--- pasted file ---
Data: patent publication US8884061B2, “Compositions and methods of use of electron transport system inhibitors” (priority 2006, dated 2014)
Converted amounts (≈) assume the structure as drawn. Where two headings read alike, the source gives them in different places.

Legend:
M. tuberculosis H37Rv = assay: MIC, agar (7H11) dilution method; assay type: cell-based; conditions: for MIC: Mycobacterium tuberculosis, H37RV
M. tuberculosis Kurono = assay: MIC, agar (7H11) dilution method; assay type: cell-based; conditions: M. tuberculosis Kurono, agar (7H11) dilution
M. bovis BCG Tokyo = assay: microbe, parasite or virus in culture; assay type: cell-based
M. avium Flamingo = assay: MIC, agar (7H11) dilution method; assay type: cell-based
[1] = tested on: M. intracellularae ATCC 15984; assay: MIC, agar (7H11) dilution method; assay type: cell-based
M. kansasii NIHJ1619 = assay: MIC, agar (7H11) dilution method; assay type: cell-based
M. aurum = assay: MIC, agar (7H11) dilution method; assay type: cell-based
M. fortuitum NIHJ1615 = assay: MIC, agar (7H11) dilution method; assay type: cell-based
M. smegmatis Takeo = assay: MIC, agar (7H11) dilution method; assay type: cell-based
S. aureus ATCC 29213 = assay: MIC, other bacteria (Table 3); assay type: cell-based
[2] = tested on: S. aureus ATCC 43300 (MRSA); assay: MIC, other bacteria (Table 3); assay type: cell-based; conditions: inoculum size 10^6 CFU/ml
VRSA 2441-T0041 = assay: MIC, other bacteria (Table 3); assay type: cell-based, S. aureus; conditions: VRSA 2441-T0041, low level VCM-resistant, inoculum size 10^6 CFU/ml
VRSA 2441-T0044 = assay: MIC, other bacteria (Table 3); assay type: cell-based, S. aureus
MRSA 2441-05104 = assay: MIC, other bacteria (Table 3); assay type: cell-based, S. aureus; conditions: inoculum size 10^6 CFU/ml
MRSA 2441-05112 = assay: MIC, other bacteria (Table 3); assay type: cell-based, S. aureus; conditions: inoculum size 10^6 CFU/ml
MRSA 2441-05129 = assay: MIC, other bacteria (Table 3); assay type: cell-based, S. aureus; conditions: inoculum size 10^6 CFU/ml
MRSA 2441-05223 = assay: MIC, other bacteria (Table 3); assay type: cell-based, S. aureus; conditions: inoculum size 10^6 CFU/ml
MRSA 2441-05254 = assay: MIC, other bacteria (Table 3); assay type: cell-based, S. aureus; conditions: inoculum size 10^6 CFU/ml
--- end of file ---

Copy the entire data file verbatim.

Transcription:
Data: patent publication US8884061B2, “Compositions and methods of use of electron transport system inhibitors” (priority 2006, dated 2014)
Converted amounts (≈) assume the structure as drawn. Where two headings read alike, the source gives them in different places.

Legend:
M. tuberculosis H37Rv = assay: MIC, agar (7H11) dilution method; assay type: cell-based; conditions: for MIC: Mycobacterium tuberculosis, H37RV
M. tuberculosis Kurono = assay: MIC, agar (7H11) dilution method; assay type: cell-based; conditions: M. tuberculosis Kurono, agar (7H11) dilution
M. bovis BCG Tokyo = assay: microbe, parasite or virus in culture; assay type: cell-based
M. avium Flamingo = assay: MIC, agar (7H11) dilution method; assay type: cell-based
[1] = tested on: M. intracellularae ATCC 15984; assay: MIC, agar (7H11) dilution method; assay type: cell-based
M. kansasii NIHJ1619 = assay: MIC, agar (7H11) dilution method; assay type: cell-based
M. aurum = assay: MIC, agar (7H11) dilution method; assay type: cell-based
M. fortuitum NIHJ1615 = assay: MIC, agar (7H11) dilution method; assay type: cell-based
M. smegmatis Takeo = assay: MIC, agar (7H11) dilution method; assay type: cell-based
S. aureus ATCC 29213 = assay: MIC, other bacteria (Table 3); assay type: cell-based
[2] = tested on: S. aureus ATCC 43300 (MRSA); assay: MIC, other bacteria (Table 3); assay type: cell-based; conditions: inoculum size 10^6 CFU/ml
VRSA 2441-T0041 = assay: MIC, other bacteria (Table 3); assay type: cell-based, S. aureus; conditions: VRSA 2441-T0041, low level VCM-resistant, inoculum size 10^6 CFU/ml
VRSA 2441-T0044 = assay: MIC, other bacteria (Table 3); assay type: cell-based, S. aureus
MRSA 2441-05104 = assay: MIC, other bacteria (Table 3); assay type: cell-based, S. aureus; conditions: inoculum size 10^6 CFU/ml
MRSA 2441-05112 = assay: MIC, other bacteria (Table 3); assay type: cell-based, S. aureus; conditions: inoculum size 10^6 CFU/ml
MRSA 2441-05129 = assay: MIC, other bacteria (Table 3); assay type: cell-based, S. aureus; conditions: inoculum size 10^6 CFU/ml
MRSA 2441-05223 = assay: MIC, other bacteria (Table 3); assay type: cell-based, S. aureus; conditions: inoculum size 10^6 CFU/ml
MRSA 2441-05254 = assay: MIC, other bacteria (Table 3); assay type: cell-based, S. aureus; conditions: inoculum size 10^6 CFU/ml